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J Mol Neurosci. 2003;21(1):73-89.

Melanopsin in the circadian timing system.

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Center for Studies in Behavioral Neurobiology, Department of Psychology, Concordia University, Montréal, QC, H3G 1M8, Canada.


In mammals, circadian rhythms are generated by a light-entrainable oscillator located in the hypothalamic suprachiasmatic nucleus (SCN). Light signals reach the SCN via a dedicated retinal pathway, the retinohypothalamic tract (RHT). One question that continues to elude scientists is whether the circadian system has its own dedicated photoreceptor or photoreceptors. It is well established that conventional photoreceptors, rods and cones, are not required for circadian photoreception, suggesting that the inner retinal layer might contribute to circadian photoreception. Melanopsin, a novel photo pigment expressed in retinal ganglion cells (RGCs), has been proposed recently as a candidate circadian photoreceptor. Melanopsin-containing RGCs are intrinsically photosensitive, form part of the RHT, and contain neurotransmitters known to play a critical role in the circadian response to light. Furthermore, melanopsin-containing RGCs do not depend on inputs from rods and cones to transmit light signals to the SCN. However, based on a review of the available information about melanopsin and on new data from our laboratory, we propose that melanopsin, in itself, is not necessary for circadian photoreception. In fact, it appears that of the known photoreceptor systems, none, in and of itself, is necessary for circadian photoreception. Instead, it appears that within the photoreceptive systems there is some degree of redundancy, each contributing in some way to photic entrainment.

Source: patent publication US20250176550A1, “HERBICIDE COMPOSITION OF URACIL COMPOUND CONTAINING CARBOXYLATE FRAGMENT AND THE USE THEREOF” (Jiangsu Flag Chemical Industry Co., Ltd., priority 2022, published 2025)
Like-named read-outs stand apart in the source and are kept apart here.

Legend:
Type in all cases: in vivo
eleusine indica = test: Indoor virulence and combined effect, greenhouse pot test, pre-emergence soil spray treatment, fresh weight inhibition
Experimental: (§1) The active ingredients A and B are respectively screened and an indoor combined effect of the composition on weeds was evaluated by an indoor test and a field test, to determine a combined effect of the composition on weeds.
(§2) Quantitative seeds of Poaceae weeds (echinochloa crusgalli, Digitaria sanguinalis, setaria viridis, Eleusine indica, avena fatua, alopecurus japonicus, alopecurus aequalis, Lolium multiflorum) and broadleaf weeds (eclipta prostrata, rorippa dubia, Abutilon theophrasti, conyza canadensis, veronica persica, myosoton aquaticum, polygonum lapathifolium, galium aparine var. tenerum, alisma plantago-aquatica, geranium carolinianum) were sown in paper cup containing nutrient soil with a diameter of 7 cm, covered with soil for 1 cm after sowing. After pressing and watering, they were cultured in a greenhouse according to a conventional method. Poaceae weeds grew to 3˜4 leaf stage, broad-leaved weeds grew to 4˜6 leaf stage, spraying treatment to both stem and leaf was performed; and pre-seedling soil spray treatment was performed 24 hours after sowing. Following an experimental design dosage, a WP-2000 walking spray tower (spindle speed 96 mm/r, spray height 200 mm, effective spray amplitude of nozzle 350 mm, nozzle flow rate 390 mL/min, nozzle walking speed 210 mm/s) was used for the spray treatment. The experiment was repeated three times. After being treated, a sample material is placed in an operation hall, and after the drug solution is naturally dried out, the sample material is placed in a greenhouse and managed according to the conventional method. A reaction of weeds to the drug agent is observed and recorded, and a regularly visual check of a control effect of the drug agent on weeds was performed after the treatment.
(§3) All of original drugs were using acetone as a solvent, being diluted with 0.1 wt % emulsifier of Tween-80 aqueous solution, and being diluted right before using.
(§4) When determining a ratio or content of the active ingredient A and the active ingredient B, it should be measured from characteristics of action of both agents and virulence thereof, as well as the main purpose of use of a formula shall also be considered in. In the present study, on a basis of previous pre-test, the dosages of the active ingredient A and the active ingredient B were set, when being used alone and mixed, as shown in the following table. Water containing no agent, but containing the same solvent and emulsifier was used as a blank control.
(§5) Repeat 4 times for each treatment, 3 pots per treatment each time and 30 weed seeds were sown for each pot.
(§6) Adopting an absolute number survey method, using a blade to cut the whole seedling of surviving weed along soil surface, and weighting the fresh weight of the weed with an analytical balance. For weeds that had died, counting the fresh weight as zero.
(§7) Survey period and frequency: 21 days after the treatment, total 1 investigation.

[Indexed for MEDLINE]

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